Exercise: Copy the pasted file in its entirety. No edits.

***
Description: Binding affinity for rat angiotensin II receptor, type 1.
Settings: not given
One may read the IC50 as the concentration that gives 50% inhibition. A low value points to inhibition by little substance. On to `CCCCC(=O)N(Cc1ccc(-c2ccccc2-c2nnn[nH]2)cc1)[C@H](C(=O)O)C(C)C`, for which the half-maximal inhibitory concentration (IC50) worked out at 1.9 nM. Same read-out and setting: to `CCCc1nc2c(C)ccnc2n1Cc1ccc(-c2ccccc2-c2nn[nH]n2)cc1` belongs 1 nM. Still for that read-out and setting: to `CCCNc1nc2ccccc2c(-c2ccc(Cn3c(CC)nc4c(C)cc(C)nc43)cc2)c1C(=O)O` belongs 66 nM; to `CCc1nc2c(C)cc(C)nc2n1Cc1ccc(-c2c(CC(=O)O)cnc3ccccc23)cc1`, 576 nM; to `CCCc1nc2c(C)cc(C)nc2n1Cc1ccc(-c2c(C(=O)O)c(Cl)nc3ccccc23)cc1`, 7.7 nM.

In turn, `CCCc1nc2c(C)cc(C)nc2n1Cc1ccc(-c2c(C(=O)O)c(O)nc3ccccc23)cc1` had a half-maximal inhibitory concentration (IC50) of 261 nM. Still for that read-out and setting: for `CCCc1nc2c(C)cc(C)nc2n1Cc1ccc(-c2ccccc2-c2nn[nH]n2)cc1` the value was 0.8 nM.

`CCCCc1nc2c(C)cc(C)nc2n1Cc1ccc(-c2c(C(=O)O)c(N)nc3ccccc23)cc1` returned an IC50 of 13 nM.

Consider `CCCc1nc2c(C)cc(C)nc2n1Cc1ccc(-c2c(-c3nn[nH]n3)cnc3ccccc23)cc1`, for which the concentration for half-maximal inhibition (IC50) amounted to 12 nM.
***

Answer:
Description: Binding affinity for rat angiotensin II receptor, type 1.
Settings: not given
One may read the IC50 as the concentration that gives 50% inhibition. A low value points to inhibition by little substance. On to `CCCCC(=O)N(Cc1ccc(-c2ccccc2-c2nnn[nH]2)cc1)[C@H](C(=O)O)C(C)C`, for which the half-maximal inhibitory concentration (IC50) worked out at 1.9 nM. Same read-out and setting: to `CCCc1nc2c(C)ccnc2n1Cc1ccc(-c2ccccc2-c2nn[nH]n2)cc1` belongs 1 nM. Still for that read-out and setting: to `CCCNc1nc2ccccc2c(-c2ccc(Cn3c(CC)nc4c(C)cc(C)nc43)cc2)c1C(=O)O` belongs 66 nM; to `CCc1nc2c(C)cc(C)nc2n1Cc1ccc(-c2c(CC(=O)O)cnc3ccccc23)cc1`, 576 nM; to `CCCc1nc2c(C)cc(C)nc2n1Cc1ccc(-c2c(C(=O)O)c(Cl)nc3ccccc23)cc1`, 7.7 nM.

In turn, `CCCc1nc2c(C)cc(C)nc2n1Cc1ccc(-c2c(C(=O)O)c(O)nc3ccccc23)cc1` had a half-maximal inhibitory concentration (IC50) of 261 nM. Still for that read-out and setting: for `CCCc1nc2c(C)cc(C)nc2n1Cc1ccc(-c2ccccc2-c2nn[nH]n2)cc1` the value was 0.8 nM.

`CCCCc1nc2c(C)cc(C)nc2n1Cc1ccc(-c2c(C(=O)O)c(N)nc3ccccc23)cc1` returned an IC50 of 13 nM.

Consider `CCCc1nc2c(C)cc(C)nc2n1Cc1ccc(-c2c(-c3nn[nH]n3)cnc3ccccc23)cc1`, for which the concentration for half-maximal inhibition (IC50) amounted to 12 nM.